(By stones, I really mean balls)
For those of you not as far along in the investing terminology, shorting a stock is betting that the stock will go down in price. An investor borrowers the shares from their broker, and the shares are sold. Once the price of the shares goes down, the investor decides to cover their short, meaning they go back to the market and re-buy the shares they sold earlier. The spread between the sell price and the buy price is the profit.
There are risks involved in shorting a stock. If the share price goes up, an investor will lose money shorting. Since a stock can go up indefinitely, the theoretical loss potential from shorting can be much more than 100% of the initial investment. If the stock being shorted pays a dividend, the investor shorting the stock is responsible for paying that dividend to the shareholder they borrowed the shares from in the first place.
I typically don’t short stocks. One of my very first investments was shorting Air Canada all the way to bankruptcy back in about 2004. Since then though, I haven’t shorted a single stock. Maybe I’m an optimist, but I just don’t get excited about betting against a company. I’d rather try to find an undervalued gem than bet against an overvalued stock. Sometimes though, I get the itch to short a stock that is just so ridiculously overvalued. Luckily for me, I can just blog about my picks and save my capital for buying shares.
I’ve wrote before about how I’m not really a long term fan of Netflix. I think the cost of their streaming service will only go up. I think there is no way they can maintain the subscriber growth the market has priced in for the stock. Their price earnings ratio is over 80. Their net margins are under 10%, meaning they don’t have a lot of room to stomach any sort of cost increases. Netflix hogs a whole bunch of bandwidth, meaning their success depends on the telecom operators and the internet service providers.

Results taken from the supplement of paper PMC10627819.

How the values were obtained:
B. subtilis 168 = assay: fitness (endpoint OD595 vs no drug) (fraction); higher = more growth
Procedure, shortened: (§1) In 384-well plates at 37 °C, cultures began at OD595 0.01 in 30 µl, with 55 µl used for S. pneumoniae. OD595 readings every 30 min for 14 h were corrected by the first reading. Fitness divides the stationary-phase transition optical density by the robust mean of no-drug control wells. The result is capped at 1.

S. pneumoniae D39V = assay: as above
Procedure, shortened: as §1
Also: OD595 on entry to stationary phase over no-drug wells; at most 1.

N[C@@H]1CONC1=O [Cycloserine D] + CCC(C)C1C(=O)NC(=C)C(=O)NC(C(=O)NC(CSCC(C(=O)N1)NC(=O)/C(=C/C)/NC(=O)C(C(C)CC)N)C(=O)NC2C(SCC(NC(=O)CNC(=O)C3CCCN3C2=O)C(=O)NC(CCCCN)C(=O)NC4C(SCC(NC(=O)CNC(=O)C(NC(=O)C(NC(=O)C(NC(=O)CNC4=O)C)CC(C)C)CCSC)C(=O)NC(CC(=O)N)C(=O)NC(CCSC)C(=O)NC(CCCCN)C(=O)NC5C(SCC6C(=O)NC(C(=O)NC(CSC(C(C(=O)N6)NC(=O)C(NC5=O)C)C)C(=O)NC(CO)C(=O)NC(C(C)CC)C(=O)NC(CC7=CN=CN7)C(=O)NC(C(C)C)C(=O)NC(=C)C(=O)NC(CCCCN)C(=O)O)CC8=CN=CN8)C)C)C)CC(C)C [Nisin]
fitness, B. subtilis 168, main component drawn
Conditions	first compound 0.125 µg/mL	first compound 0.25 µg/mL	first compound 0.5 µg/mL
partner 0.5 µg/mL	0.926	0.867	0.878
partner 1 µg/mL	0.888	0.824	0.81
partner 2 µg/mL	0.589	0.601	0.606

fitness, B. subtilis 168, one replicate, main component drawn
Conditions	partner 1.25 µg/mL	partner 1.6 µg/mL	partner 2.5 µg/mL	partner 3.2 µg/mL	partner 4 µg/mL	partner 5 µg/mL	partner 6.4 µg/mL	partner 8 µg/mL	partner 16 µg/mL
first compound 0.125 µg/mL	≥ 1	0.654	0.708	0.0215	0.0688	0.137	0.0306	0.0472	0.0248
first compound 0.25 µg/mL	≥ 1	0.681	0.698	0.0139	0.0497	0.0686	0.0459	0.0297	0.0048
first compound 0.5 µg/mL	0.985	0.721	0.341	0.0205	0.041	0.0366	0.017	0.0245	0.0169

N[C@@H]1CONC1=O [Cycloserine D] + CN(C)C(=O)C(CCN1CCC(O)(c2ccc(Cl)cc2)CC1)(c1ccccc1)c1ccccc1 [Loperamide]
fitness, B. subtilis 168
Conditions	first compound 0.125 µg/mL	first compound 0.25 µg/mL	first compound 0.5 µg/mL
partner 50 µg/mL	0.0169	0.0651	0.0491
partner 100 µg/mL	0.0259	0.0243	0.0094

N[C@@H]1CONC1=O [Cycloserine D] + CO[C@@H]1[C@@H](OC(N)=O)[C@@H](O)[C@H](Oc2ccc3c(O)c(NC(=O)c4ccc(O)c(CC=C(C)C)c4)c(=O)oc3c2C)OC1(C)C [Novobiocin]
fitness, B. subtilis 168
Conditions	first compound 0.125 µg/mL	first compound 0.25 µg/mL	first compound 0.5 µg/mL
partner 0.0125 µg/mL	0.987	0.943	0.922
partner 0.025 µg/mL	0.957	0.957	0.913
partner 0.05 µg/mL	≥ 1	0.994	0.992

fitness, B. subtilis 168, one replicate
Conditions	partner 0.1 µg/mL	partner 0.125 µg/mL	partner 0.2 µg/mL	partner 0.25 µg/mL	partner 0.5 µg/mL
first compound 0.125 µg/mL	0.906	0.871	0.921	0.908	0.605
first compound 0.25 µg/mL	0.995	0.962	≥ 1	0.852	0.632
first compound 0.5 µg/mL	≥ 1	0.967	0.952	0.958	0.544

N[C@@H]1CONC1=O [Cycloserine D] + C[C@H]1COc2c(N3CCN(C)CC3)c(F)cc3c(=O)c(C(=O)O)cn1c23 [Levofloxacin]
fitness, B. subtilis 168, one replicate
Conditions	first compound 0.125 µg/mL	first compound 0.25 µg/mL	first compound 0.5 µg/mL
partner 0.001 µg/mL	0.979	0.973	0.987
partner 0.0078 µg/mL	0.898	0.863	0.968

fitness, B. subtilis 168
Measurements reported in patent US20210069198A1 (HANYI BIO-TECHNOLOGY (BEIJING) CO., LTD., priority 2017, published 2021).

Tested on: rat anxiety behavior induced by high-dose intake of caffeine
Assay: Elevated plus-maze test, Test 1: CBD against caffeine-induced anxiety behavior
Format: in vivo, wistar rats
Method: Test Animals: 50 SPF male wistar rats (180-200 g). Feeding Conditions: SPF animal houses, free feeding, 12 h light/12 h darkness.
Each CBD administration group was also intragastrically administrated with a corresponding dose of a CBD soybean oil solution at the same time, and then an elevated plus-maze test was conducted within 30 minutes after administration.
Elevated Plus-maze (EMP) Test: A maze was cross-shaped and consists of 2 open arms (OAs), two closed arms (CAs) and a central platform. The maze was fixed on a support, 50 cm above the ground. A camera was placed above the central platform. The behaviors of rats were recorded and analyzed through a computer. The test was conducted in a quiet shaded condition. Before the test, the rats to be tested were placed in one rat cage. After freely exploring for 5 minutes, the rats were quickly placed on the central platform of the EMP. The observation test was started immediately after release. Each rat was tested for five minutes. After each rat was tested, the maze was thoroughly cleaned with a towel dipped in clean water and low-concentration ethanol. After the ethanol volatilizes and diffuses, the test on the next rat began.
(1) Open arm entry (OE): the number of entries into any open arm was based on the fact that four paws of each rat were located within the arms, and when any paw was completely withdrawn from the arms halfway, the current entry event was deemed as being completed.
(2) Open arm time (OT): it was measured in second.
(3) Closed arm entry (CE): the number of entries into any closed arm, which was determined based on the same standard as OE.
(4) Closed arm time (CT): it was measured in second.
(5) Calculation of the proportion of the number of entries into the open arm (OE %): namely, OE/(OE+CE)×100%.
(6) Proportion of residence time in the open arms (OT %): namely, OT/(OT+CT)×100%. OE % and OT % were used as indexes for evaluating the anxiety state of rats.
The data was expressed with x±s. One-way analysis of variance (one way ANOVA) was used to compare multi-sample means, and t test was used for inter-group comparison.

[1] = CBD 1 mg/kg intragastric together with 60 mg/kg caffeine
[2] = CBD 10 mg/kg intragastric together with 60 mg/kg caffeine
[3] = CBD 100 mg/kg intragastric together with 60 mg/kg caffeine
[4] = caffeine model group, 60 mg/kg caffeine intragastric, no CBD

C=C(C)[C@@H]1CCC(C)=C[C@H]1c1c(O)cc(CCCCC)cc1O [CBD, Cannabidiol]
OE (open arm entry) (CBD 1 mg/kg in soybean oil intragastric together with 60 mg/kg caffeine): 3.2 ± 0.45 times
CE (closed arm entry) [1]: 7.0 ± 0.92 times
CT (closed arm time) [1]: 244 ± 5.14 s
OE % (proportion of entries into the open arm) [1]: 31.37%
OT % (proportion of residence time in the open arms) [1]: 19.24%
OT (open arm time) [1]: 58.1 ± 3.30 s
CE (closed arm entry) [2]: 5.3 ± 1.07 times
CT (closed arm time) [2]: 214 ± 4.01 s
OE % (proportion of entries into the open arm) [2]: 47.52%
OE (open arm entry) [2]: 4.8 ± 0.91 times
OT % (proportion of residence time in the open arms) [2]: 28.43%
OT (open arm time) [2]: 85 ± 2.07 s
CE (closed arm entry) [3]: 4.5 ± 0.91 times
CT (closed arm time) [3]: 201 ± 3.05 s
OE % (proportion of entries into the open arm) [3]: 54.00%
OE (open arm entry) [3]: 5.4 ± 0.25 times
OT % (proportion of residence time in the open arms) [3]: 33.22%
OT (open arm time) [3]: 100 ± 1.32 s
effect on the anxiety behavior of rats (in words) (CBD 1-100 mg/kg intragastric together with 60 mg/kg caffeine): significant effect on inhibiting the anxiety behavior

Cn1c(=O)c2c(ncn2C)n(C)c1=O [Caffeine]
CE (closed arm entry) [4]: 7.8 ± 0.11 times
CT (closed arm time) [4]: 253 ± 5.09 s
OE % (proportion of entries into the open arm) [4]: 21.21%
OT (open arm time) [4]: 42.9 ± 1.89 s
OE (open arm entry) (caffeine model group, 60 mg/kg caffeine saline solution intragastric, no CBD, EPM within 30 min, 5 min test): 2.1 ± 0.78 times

The company has a book value of $5.50, meaning the shares trade at more than 40 times the value of the company. That is ridiculously expensive, and you know the stock will get absolutely hammered with one earnings miss.
The Thousandaire stock pick of the day yesterday is horribly expensive from every metric. The company recorded net margins of only 3.6% during the busiest quarter of their history. Everybody you know already buys stuff online, so how long can the company maintain double digit revenue growth? A price earnings ratio of 68 and a price to book ratio of almost 14. For the market to maintain these valuations requires Amazon beating the stuffing out of expectations quarter after quarter. They’ll stumble sooner or later.
3. Any Gold Company That Doesn’t Make Money
Gold is at a record high. If a gold company can’t make money at this point, what are they going to do once the price goes down?
If you do some research, you can easily find half a dozen.
4. Sprint Nextel
If the massive debt load isn’t reason enough for you to be pessimistic about this dog, the company hasn’t made money since 2006. A quick Google search shows that there are all sorts of people who hate Sprint more than I had attractive redheads who turn me down.
If the AT&T and T-Mobile merger goes through, Sprint becomes a distant third player in the tough U.S. wireless market. Almost half of Sprint’s book value is made up of intangible assets, assets a value investor doesn’t value very highly.
A massive debt load combined with the large number of outstanding shares makes this company ripe for a 10:1 share consolidation. Usually after a company consolidates shares, the stock trades downwards for a while after. Even though the satellite radios are built right into new cars, ipods make listening to commercial free music easy. It turns out the whole world agrees with me on this one, since it’s by far the most shorted stock on the Nasdaq.
Any stocks you hate readers? Do you want to short something into oblivion? Share it in the comments.